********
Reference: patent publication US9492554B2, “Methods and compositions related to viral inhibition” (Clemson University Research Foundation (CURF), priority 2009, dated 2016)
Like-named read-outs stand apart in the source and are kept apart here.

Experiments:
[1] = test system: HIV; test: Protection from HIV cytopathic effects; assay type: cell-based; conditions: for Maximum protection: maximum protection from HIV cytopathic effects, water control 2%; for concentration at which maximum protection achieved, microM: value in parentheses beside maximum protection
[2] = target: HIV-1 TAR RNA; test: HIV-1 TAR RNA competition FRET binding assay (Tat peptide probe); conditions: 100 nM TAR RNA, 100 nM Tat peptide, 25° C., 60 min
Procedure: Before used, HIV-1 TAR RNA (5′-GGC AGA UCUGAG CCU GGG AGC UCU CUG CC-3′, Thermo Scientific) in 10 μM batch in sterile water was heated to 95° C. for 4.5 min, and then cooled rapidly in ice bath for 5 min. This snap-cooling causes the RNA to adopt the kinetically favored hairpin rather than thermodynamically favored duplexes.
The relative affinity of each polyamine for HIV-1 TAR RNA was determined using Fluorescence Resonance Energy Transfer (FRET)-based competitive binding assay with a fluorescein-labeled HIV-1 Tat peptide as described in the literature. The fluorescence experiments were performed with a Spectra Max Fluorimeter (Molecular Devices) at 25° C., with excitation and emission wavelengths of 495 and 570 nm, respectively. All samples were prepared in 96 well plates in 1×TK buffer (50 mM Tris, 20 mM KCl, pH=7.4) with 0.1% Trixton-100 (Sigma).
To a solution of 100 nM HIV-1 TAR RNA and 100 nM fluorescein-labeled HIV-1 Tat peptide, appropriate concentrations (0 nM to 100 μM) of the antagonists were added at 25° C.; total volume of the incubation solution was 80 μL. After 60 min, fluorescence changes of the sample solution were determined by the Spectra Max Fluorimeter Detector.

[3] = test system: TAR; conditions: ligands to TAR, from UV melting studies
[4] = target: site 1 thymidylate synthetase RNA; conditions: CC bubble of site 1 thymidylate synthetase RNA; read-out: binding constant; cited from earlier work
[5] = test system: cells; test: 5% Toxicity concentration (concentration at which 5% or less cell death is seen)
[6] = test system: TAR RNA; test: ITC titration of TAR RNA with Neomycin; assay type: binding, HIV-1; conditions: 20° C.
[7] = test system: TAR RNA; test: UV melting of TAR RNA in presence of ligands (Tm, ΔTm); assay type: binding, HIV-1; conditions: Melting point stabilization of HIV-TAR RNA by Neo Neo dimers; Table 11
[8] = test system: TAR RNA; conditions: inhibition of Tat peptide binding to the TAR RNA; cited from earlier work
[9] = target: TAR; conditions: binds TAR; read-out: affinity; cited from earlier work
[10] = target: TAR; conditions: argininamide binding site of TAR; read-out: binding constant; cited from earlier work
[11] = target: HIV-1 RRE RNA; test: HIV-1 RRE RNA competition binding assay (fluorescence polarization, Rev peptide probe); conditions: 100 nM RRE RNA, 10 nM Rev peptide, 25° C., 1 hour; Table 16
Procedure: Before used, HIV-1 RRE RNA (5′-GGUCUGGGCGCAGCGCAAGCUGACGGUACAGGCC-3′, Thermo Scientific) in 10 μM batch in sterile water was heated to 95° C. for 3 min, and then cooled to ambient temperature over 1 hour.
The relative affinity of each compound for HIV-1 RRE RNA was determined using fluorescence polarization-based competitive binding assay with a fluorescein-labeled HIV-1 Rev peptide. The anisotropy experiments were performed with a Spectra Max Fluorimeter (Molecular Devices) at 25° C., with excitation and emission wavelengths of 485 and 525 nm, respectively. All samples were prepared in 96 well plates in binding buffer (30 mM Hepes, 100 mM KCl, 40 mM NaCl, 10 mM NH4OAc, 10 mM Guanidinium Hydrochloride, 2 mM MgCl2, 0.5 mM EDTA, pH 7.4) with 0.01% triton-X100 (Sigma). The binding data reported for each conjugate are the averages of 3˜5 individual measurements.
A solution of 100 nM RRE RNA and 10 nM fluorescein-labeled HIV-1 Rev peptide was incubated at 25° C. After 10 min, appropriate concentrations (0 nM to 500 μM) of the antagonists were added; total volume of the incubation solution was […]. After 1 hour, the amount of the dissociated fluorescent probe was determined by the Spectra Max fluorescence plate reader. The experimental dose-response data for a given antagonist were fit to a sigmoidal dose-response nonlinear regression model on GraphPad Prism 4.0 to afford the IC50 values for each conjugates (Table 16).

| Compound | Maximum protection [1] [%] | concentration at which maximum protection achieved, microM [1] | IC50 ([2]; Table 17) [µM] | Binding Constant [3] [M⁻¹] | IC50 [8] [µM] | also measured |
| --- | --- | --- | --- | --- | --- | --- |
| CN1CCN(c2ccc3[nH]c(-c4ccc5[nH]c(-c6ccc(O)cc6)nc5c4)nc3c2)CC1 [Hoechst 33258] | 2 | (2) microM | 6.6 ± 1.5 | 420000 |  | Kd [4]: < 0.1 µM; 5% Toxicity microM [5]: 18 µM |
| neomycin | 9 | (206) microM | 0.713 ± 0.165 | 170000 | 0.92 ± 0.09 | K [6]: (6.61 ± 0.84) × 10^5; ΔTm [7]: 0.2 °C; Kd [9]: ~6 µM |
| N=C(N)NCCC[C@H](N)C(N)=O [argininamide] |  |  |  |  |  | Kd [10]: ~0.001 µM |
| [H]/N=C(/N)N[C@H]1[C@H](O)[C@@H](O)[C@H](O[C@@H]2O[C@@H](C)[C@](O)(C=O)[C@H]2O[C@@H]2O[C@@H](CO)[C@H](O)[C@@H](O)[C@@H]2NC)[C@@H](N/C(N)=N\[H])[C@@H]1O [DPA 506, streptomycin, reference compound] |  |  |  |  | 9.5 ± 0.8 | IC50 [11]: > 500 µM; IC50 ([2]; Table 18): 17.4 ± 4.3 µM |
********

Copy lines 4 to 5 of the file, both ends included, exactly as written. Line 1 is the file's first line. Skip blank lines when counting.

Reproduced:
[1] = test system: HIV; test: Protection from HIV cytopathic effects; assay type: cell-based; conditions: for Maximum protection: maximum protection from HIV cytopathic effects, water control 2%; for concentration at which maximum protection achieved, microM: value in parentheses beside maximum protection
[2] = target: HIV-1 TAR RNA; test: HIV-1 TAR RNA competition FRET binding assay (Tat peptide probe); conditions: 100 nM TAR RNA, 100 nM Tat peptide, 25° C., 60 min